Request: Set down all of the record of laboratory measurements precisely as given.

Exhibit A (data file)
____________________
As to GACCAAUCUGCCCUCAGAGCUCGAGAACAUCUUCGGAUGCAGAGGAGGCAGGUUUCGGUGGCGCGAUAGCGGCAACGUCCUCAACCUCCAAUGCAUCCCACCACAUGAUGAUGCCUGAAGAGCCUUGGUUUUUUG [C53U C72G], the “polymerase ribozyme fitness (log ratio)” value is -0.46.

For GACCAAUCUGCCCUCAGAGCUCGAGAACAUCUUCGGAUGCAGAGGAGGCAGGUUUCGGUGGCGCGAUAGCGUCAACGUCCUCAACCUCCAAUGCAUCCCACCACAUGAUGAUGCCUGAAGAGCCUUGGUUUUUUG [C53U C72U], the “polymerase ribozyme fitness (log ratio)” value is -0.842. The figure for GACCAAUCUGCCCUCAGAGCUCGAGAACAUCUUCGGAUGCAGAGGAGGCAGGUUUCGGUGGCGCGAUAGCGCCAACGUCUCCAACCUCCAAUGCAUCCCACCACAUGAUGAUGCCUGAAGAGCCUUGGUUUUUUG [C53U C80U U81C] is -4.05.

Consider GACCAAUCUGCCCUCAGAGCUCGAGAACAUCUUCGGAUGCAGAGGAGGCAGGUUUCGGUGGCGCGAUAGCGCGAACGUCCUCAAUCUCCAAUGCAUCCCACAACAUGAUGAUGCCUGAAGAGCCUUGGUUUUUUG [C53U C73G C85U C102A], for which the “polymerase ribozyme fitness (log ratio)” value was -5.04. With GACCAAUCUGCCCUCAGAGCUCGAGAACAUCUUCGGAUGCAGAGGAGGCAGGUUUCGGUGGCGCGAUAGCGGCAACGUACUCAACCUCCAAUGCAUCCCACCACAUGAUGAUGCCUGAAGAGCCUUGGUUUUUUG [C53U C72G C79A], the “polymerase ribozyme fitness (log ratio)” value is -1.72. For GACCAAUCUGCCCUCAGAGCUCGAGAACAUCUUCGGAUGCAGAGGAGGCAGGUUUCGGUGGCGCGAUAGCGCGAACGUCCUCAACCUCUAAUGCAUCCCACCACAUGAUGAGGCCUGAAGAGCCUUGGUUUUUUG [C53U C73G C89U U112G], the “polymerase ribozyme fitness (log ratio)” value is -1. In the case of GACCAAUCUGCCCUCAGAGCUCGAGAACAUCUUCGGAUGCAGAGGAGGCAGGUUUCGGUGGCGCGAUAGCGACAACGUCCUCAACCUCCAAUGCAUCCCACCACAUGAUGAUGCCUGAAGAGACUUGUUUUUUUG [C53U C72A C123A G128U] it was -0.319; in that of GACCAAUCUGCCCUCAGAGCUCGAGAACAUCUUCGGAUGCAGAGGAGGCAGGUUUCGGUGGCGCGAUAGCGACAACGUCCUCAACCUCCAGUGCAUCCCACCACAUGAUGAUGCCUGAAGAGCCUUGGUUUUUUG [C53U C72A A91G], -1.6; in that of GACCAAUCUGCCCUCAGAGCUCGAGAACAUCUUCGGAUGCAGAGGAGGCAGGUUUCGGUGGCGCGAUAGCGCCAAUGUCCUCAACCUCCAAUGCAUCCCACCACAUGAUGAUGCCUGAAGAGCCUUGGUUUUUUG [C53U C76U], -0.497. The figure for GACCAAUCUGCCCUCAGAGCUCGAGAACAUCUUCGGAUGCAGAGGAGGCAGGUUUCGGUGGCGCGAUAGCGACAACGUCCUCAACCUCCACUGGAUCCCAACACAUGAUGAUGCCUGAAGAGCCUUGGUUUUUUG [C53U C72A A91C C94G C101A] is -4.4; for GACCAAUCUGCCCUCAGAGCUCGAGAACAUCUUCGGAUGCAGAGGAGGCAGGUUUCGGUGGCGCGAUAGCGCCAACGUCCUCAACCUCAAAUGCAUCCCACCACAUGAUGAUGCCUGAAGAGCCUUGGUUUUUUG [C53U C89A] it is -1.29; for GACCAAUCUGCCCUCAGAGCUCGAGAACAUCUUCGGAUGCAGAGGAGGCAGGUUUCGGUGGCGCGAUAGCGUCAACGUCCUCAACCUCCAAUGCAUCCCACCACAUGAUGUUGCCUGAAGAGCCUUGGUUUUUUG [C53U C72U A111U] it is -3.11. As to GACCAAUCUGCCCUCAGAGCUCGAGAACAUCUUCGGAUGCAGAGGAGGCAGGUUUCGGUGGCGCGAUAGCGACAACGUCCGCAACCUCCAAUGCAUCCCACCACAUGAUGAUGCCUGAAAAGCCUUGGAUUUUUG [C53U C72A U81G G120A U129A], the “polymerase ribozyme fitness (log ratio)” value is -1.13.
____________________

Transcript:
As to GACCAAUCUGCCCUCAGAGCUCGAGAACAUCUUCGGAUGCAGAGGAGGCAGGUUUCGGUGGCGCGAUAGCGGCAACGUCCUCAACCUCCAAUGCAUCCCACCACAUGAUGAUGCCUGAAGAGCCUUGGUUUUUUG [C53U C72G], the “polymerase ribozyme fitness (log ratio)” value is -0.46.

For GACCAAUCUGCCCUCAGAGCUCGAGAACAUCUUCGGAUGCAGAGGAGGCAGGUUUCGGUGGCGCGAUAGCGUCAACGUCCUCAACCUCCAAUGCAUCCCACCACAUGAUGAUGCCUGAAGAGCCUUGGUUUUUUG [C53U C72U], the “polymerase ribozyme fitness (log ratio)” value is -0.842. The figure for GACCAAUCUGCCCUCAGAGCUCGAGAACAUCUUCGGAUGCAGAGGAGGCAGGUUUCGGUGGCGCGAUAGCGCCAACGUCUCCAACCUCCAAUGCAUCCCACCACAUGAUGAUGCCUGAAGAGCCUUGGUUUUUUG [C53U C80U U81C] is -4.05.

Consider GACCAAUCUGCCCUCAGAGCUCGAGAACAUCUUCGGAUGCAGAGGAGGCAGGUUUCGGUGGCGCGAUAGCGCGAACGUCCUCAAUCUCCAAUGCAUCCCACAACAUGAUGAUGCCUGAAGAGCCUUGGUUUUUUG [C53U C73G C85U C102A], for which the “polymerase ribozyme fitness (log ratio)” value was -5.04. With GACCAAUCUGCCCUCAGAGCUCGAGAACAUCUUCGGAUGCAGAGGAGGCAGGUUUCGGUGGCGCGAUAGCGGCAACGUACUCAACCUCCAAUGCAUCCCACCACAUGAUGAUGCCUGAAGAGCCUUGGUUUUUUG [C53U C72G C79A], the “polymerase ribozyme fitness (log ratio)” value is -1.72. For GACCAAUCUGCCCUCAGAGCUCGAGAACAUCUUCGGAUGCAGAGGAGGCAGGUUUCGGUGGCGCGAUAGCGCGAACGUCCUCAACCUCUAAUGCAUCCCACCACAUGAUGAGGCCUGAAGAGCCUUGGUUUUUUG [C53U C73G C89U U112G], the “polymerase ribozyme fitness (log ratio)” value is -1. In the case of GACCAAUCUGCCCUCAGAGCUCGAGAACAUCUUCGGAUGCAGAGGAGGCAGGUUUCGGUGGCGCGAUAGCGACAACGUCCUCAACCUCCAAUGCAUCCCACCACAUGAUGAUGCCUGAAGAGACUUGUUUUUUUG [C53U C72A C123A G128U] it was -0.319; in that of GACCAAUCUGCCCUCAGAGCUCGAGAACAUCUUCGGAUGCAGAGGAGGCAGGUUUCGGUGGCGCGAUAGCGACAACGUCCUCAACCUCCAGUGCAUCCCACCACAUGAUGAUGCCUGAAGAGCCUUGGUUUUUUG [C53U C72A A91G], -1.6; in that of GACCAAUCUGCCCUCAGAGCUCGAGAACAUCUUCGGAUGCAGAGGAGGCAGGUUUCGGUGGCGCGAUAGCGCCAAUGUCCUCAACCUCCAAUGCAUCCCACCACAUGAUGAUGCCUGAAGAGCCUUGGUUUUUUG [C53U C76U], -0.497. The figure for GACCAAUCUGCCCUCAGAGCUCGAGAACAUCUUCGGAUGCAGAGGAGGCAGGUUUCGGUGGCGCGAUAGCGACAACGUCCUCAACCUCCACUGGAUCCCAACACAUGAUGAUGCCUGAAGAGCCUUGGUUUUUUG [C53U C72A A91C C94G C101A] is -4.4; for GACCAAUCUGCCCUCAGAGCUCGAGAACAUCUUCGGAUGCAGAGGAGGCAGGUUUCGGUGGCGCGAUAGCGCCAACGUCCUCAACCUCAAAUGCAUCCCACCACAUGAUGAUGCCUGAAGAGCCUUGGUUUUUUG [C53U C89A] it is -1.29; for GACCAAUCUGCCCUCAGAGCUCGAGAACAUCUUCGGAUGCAGAGGAGGCAGGUUUCGGUGGCGCGAUAGCGUCAACGUCCUCAACCUCCAAUGCAUCCCACCACAUGAUGUUGCCUGAAGAGCCUUGGUUUUUUG [C53U C72U A111U] it is -3.11. As to GACCAAUCUGCCCUCAGAGCUCGAGAACAUCUUCGGAUGCAGAGGAGGCAGGUUUCGGUGGCGCGAUAGCGACAACGUCCGCAACCUCCAAUGCAUCCCACCACAUGAUGAUGCCUGAAAAGCCUUGGAUUUUUG [C53U C72A U81G G120A U129A], the “polymerase ribozyme fitness (log ratio)” value is -1.13.